Open source journalism vs. crowdsourcing

Where is crowdsourcing at in 2010? How is crowdsourcing different from open source journalism, and which is appropriate for what types of stories? This is listing of links to try and illustrate the differences and similarities between crowdsourcing and open source journalism. How you structure a project with many participants will have a significant impact on the end results.

Open-source journalism

The Jane’s incident takes Slashdot’s evolution one major step forward. Slashdot readers are now actively shaping media coverage of the topics near and dear to their geeky little hearts. They are helping journalists get the story right, which is a far cry from exerting censorship. Just as open source programmers would critique a beta release of software filled with bugs, the Slashdot readers panned the first release of Jane’s journalistic offering — and the upgrade, apparently, will be quick to follow.

The original article.

Why the open source way trumps the crowdsourcing way
In essence, open source projects have many contributors and many beneficiaries while crowdsourcing projects have many contributors and few beneficiaries. Open source is advantageous because “everyone who contributes also benefits.” When crowdsourcing is a competition, there are limited beneficiaries and the effort of everyone else can be wasted.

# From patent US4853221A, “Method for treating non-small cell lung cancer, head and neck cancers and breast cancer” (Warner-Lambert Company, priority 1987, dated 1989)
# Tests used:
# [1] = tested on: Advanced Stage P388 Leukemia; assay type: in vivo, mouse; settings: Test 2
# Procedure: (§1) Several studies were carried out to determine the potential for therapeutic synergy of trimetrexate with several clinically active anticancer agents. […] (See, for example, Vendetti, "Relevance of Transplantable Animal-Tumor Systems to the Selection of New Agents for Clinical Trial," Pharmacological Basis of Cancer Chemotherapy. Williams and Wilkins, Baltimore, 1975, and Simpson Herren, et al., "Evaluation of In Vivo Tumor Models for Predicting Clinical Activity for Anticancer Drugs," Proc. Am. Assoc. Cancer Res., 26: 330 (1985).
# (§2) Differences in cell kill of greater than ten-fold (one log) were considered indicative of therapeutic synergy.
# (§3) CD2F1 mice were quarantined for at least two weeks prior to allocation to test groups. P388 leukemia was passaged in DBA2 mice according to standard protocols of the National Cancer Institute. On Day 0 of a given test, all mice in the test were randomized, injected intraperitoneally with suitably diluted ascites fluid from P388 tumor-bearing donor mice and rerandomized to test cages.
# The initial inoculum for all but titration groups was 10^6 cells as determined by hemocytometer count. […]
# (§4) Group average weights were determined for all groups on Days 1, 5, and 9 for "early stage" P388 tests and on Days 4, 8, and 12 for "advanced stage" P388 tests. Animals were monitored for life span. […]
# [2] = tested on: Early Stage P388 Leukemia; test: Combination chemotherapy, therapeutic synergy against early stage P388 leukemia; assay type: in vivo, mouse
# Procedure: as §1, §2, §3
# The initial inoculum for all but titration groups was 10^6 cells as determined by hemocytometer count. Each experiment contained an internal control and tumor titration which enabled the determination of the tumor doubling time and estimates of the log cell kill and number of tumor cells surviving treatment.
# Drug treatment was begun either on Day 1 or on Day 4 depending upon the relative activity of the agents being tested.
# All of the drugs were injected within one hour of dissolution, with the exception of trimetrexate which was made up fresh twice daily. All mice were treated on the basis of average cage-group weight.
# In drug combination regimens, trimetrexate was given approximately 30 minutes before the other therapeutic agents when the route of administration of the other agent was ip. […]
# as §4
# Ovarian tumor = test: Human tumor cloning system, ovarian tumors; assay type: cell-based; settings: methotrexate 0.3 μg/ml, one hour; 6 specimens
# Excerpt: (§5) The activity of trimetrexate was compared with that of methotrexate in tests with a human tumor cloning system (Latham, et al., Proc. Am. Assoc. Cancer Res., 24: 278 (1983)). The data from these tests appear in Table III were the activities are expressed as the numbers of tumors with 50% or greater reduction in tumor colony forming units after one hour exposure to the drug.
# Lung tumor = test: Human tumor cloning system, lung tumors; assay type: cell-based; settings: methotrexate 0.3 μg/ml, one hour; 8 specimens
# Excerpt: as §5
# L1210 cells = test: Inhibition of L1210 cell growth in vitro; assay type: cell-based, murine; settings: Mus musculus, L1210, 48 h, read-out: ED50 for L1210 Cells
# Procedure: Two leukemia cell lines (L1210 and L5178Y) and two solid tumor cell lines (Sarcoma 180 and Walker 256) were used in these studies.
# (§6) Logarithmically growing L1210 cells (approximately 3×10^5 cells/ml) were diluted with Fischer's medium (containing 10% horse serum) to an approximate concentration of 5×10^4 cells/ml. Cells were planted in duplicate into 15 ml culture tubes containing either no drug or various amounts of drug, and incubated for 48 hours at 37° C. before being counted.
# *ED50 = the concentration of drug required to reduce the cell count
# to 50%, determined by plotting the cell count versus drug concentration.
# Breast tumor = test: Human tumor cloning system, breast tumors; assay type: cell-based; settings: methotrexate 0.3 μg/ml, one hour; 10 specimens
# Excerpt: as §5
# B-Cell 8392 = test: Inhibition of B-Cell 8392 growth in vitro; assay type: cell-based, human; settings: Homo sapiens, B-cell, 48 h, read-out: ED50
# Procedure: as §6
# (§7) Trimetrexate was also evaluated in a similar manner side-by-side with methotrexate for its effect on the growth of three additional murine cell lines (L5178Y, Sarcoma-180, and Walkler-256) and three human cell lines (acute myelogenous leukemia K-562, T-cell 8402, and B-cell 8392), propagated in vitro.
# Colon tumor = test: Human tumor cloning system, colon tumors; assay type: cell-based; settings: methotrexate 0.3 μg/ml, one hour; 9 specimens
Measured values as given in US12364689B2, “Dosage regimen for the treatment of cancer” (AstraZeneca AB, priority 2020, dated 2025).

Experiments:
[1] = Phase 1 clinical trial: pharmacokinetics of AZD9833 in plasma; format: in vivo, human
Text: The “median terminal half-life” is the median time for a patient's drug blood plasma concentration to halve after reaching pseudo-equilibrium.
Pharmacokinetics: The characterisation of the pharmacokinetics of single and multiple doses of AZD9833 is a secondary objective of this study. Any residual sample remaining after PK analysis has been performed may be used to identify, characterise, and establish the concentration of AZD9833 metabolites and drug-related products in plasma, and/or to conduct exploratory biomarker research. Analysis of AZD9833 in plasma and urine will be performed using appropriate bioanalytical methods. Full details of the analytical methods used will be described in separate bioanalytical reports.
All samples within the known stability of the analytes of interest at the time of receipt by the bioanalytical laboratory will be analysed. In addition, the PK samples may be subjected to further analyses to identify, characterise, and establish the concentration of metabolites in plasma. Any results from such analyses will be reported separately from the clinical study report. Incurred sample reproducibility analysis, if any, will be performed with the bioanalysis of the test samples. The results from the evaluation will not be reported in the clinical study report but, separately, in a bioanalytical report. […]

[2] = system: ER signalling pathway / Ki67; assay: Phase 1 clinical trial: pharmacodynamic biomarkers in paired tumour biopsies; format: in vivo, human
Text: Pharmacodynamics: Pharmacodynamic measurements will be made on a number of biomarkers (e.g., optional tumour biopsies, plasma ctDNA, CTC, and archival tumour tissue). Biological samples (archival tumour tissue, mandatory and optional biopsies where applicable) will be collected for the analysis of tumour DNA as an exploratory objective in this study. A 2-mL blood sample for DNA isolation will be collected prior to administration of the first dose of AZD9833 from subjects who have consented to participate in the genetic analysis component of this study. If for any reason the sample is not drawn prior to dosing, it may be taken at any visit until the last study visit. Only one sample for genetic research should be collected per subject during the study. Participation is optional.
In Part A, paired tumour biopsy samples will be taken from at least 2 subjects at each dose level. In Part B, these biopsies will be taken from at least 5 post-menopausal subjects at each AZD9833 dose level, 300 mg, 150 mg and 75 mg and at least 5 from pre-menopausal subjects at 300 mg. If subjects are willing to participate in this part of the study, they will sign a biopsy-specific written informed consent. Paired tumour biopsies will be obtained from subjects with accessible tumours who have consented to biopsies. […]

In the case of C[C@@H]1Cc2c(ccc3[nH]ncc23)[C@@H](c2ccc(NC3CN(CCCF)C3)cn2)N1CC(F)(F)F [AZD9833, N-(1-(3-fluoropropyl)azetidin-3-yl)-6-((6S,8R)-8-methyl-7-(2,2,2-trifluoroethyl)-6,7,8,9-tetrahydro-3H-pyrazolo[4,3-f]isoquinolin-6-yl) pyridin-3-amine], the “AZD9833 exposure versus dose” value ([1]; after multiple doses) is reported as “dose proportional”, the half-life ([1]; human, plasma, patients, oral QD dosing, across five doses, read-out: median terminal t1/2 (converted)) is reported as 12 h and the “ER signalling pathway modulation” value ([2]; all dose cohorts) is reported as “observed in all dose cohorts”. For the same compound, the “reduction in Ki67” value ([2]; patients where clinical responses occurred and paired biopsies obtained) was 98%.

What I Learned from Assignment Zero
Jay Rosen debriefs on Assignment Zero, a distributed trend project in partnership with, with the goal of tracking “the spread of peer production and wisdom-of-the-crowd efforts across the social landscape, including the practice of crowdsourcing.” They learned they needed to: understand and articulate the different styles of labor, grok contributors’ motivations, and plan for unexpected levels of participation. Also see Derek Powazek’s review.

Four crowdsourcing lessons from the Guardian’s (spectacular) expenses-scandal experiment
The Guardian’s MP expenses project was put together in a week, and employed more than 20,000 volunteers to review 170,000 documents in the first 80 hours. Participation was quite strong at the very beginning, in line with the publicity, and then tapered off.

Projects to check out include: WNYC’s “Are You Being Gouged?“, The Guardian’s “Investigate your MP’s expenses“, The New York Times’ “Moment in Time“, and SeeClickFix.

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